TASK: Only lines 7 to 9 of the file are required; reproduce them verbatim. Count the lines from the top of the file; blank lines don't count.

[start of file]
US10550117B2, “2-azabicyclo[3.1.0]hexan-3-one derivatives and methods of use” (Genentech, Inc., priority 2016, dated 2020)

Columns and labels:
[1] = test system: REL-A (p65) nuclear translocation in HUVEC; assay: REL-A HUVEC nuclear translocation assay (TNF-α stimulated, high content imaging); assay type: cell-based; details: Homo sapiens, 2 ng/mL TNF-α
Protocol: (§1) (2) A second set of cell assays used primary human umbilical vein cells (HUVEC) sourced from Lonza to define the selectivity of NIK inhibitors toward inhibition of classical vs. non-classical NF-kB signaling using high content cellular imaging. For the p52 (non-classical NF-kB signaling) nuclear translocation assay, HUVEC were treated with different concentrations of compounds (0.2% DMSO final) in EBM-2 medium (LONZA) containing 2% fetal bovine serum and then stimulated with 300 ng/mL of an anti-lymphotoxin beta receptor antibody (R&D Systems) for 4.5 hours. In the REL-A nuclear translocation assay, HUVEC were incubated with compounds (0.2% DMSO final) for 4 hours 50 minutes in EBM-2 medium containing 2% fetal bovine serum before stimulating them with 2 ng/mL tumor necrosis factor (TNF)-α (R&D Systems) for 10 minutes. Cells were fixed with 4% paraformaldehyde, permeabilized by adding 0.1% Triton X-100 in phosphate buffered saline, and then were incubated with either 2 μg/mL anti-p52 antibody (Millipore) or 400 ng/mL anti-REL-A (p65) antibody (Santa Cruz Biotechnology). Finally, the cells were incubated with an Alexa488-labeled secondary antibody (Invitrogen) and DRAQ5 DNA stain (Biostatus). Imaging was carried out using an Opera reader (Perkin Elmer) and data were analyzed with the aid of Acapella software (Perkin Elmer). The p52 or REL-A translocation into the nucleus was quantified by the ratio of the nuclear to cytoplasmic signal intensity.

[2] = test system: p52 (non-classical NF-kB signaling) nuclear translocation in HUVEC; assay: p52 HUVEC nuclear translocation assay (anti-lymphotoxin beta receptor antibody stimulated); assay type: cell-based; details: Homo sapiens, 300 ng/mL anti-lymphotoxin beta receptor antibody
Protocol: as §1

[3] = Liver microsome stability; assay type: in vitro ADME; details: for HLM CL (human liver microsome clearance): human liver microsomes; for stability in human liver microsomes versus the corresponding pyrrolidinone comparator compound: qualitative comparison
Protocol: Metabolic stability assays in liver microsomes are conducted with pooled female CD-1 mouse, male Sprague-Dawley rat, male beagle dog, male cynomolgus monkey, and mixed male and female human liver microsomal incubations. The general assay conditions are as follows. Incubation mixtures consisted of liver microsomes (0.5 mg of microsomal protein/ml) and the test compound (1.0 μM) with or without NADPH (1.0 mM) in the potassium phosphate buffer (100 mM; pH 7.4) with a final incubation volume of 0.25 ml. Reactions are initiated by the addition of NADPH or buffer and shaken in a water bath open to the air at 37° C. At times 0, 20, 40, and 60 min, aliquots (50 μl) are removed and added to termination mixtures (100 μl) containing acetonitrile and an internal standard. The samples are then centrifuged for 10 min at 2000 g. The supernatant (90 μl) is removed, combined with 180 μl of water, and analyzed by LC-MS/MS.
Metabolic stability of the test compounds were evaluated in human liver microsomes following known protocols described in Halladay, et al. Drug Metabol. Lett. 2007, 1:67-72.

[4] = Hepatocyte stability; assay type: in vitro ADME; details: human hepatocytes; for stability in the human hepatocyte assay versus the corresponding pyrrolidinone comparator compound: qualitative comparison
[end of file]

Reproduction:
[3] = Liver microsome stability; assay type: in vitro ADME; details: for HLM CL (human liver microsome clearance): human liver microsomes; for stability in human liver microsomes versus the corresponding pyrrolidinone comparator compound: qualitative comparison
Protocol: Metabolic stability assays in liver microsomes are conducted with pooled female CD-1 mouse, male Sprague-Dawley rat, male beagle dog, male cynomolgus monkey, and mixed male and female human liver microsomal incubations. The general assay conditions are as follows. Incubation mixtures consisted of liver microsomes (0.5 mg of microsomal protein/ml) and the test compound (1.0 μM) with or without NADPH (1.0 mM) in the potassium phosphate buffer (100 mM; pH 7.4) with a final incubation volume of 0.25 ml. Reactions are initiated by the addition of NADPH or buffer and shaken in a water bath open to the air at 37° C. At times 0, 20, 40, and 60 min, aliquots (50 μl) are removed and added to termination mixtures (100 μl) containing acetonitrile and an internal standard. The samples are then centrifuged for 10 min at 2000 g. The supernatant (90 μl) is removed, combined with 180 μl of water, and analyzed by LC-MS/MS.
Metabolic stability of the test compounds were evaluated in human liver microsomes following known protocols described in Halladay, et al. Drug Metabol. Lett. 2007, 1:67-72.